thumbnail Fig. 3.

Heliocentric radial velocity of HD 213258 against time. Black diamonds identify the measurements based on CORAVEL observations and red dots those based on ESPaDOnS spectra.

Table 2.

Heliocentric radial velocity measurements obtained with CORAVEL.

There are too few radial velocity measurements and the epochs of CORAVEL and ESPaDOnS observations are too far apart from each other to allow the orbital elements to be determined. Consideration of Fig. 3 suggests that the orbital period may be of the order of weeks, or possibly longer. Indeed, radial velocity values determined from observations obtained on two to three consecutive or nearly consecutive nights do not show any significant variations, but variations occur between such groups of observations spaced from each other by a few weeks. In any case, the orbital period of HD 213258 must be much shorter than its rotational period. This occurs frequently for ssrAp stars in binaries (Mathys 2017). More observations are needed to characterise the system better.

Furthermore, from analysis of the proper motion anomaly between the HIPPARCOS catalogue and the Early Third Data Release of the Gaia catalogue, Brandt (2021) and Kervella et al. (2022) also show that HD 213258 is an astrometric binary. Assuming a circular orbit observed face-on and using the mass estimate m1 = 1.70 M for the Ap primary, Kervella et al. (2022) derived estimates of the mass, m2, of the secondary: m2 = 129.33 MJ for an orbital radius r = 3 au (corresponding to an orbital period Porb ∼ 4.0 yr), m2 = 69.56 MJ for r = 5 au (Porb ∼ 11.2 yr), and m2 = 87.97 MJ for r = 10 au (Porb ∼ 31.6 yr). This puts the secondary of HD 213258 close to the borderline between stellar and substellar objects. There is a significant probability that it is a brown dwarf.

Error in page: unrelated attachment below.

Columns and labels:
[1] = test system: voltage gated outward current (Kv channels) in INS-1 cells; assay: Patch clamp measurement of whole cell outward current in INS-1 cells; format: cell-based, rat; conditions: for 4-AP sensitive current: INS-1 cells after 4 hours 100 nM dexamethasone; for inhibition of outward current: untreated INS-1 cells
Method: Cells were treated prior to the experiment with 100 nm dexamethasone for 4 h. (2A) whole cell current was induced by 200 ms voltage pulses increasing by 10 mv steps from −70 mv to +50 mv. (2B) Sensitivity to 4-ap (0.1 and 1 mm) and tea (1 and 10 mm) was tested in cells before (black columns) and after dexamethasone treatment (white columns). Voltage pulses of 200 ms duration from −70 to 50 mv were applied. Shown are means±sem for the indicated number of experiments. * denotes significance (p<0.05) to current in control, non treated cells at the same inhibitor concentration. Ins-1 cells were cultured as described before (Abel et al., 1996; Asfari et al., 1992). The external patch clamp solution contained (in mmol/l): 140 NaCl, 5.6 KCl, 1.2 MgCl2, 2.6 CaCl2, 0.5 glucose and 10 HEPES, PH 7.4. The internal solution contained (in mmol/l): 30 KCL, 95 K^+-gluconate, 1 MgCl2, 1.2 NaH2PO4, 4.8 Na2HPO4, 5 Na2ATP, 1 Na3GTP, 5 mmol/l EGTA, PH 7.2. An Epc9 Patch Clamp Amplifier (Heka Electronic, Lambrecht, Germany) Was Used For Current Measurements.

The average value of the heliocentric radial velocity of HD 213258, of the order of −88 km s−1, is exceptionally large (in absolute value) for an Ap star. For instance, in the systematic study of a sample of 186 Ap stars by Levato et al. (1996), the values of the heliocentric radial velocity range from −40 to 42 km s−1. However, as noted by North & Duquennoy (1991), the space velocity of HD 213258 is essentially radial, so while large, it is not extreme. We are not aware of any modern study of the space velocity distribution of Ap stars, so we cannot at present put the high radial velocity of HD 213258 in perspective, nor understand its implications (if any) for the other stellar properties.

5. Pulsation

The star HD 213258 was observed twice, in Sectors 16 and 56, by the space telescope TESS (Transiting Exoplanet Survey Satellite) during the first 4 yr of its operation. Employing the utilities of the Lightkurve Python package designed for analysis of Kepler and TESS data (Lightkurve Collaboration 2018) and a Python code developed by Jonathan Labadie-Bartz (priv. comm.), the TESS images of this target observed in Sector 56 with a cadence of 158 s were downloaded from the Mikulski Archive for Space Telescopes (MAST)2. The light curve was extracted from the TESS full frame images in a manner similar to in Labadie-Bartz et al. (2022). The cut-out images with a size of 24 × 24 pixels were used to infer the raw light curve of HD 213258 and to remove the sky background using the principal component analysis detrending method. The derived flux was transformed to stellar magnitudes and analysed for periodic variability using a Lomb-Scargle periodogram (VanderPlas 2018).

The Lomb-Scargle periodogram clearly shows a distinguishable triplet at frequencies around 190 d−1 (see Fig. 4). The central mode has the highest amplitude and corresponds to the period P = 7.579(2) min. There are three frequencies with significant amplitudes that are split with an average frequency separation of δν = 2.38(5) d−1. This kind of high-overtone pulsation is typically observed in rapidly oscillating Ap (roAp) stars (Kurtz 1982). The detection of roAp-type pulsations and a significant magnetic field in HD 213258 (see Fig. 2) are strong pieces of evidence that it is a CP roAp star with extremely slow rotation (see Sect. 3).

thumbnail Fig. 4.